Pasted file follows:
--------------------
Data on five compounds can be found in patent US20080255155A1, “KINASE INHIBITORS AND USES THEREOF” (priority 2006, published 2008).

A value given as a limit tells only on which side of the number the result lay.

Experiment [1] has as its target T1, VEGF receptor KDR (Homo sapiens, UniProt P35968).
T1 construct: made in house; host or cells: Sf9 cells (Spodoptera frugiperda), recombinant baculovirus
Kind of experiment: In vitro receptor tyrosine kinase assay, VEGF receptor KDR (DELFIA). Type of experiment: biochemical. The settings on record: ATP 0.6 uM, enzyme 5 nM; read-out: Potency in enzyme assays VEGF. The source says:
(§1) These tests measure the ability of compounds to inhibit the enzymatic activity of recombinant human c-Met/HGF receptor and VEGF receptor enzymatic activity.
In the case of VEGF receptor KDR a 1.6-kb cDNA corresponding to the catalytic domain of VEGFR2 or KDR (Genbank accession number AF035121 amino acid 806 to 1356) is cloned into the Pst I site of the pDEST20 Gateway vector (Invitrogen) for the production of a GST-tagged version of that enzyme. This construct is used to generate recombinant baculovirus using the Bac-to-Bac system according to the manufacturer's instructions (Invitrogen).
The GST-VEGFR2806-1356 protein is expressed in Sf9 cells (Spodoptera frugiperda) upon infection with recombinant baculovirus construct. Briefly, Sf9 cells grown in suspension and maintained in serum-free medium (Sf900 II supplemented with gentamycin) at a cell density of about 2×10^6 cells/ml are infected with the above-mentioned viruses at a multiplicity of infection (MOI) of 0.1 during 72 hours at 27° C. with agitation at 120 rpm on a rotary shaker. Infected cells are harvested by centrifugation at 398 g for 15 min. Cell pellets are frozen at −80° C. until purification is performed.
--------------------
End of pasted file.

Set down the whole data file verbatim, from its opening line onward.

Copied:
Data on five compounds can be found in patent US20080255155A1, “KINASE INHIBITORS AND USES THEREOF” (priority 2006, published 2008).

A value given as a limit tells only on which side of the number the result lay.

Experiment [1] has as its target T1, VEGF receptor KDR (Homo sapiens, UniProt P35968).
T1 construct: made in house; host or cells: Sf9 cells (Spodoptera frugiperda), recombinant baculovirus
Kind of experiment: In vitro receptor tyrosine kinase assay, VEGF receptor KDR (DELFIA). Type of experiment: biochemical. The settings on record: ATP 0.6 uM, enzyme 5 nM; read-out: Potency in enzyme assays VEGF. The source says:
(§1) These tests measure the ability of compounds to inhibit the enzymatic activity of recombinant human c-Met/HGF receptor and VEGF receptor enzymatic activity.
In the case of VEGF receptor KDR a 1.6-kb cDNA corresponding to the catalytic domain of VEGFR2 or KDR (Genbank accession number AF035121 amino acid 806 to 1356) is cloned into the Pst I site of the pDEST20 Gateway vector (Invitrogen) for the production of a GST-tagged version of that enzyme. This construct is used to generate recombinant baculovirus using the Bac-to-Bac system according to the manufacturer's instructions (Invitrogen).
The GST-VEGFR2806-1356 protein is expressed in Sf9 cells (Spodoptera frugiperda) upon infection with recombinant baculovirus construct. Briefly, Sf9 cells grown in suspension and maintained in serum-free medium (Sf900 II supplemented with gentamycin) at a cell density of about 2×10^6 cells/ml are infected with the above-mentioned viruses at a multiplicity of infection (MOI) of 0.1 during 72 hours at 27° C. with agitation at 120 rpm on a rotary shaker. Infected cells are harvested by centrifugation at 398 g for 15 min. Cell pellets are frozen at −80° C. until purification is performed.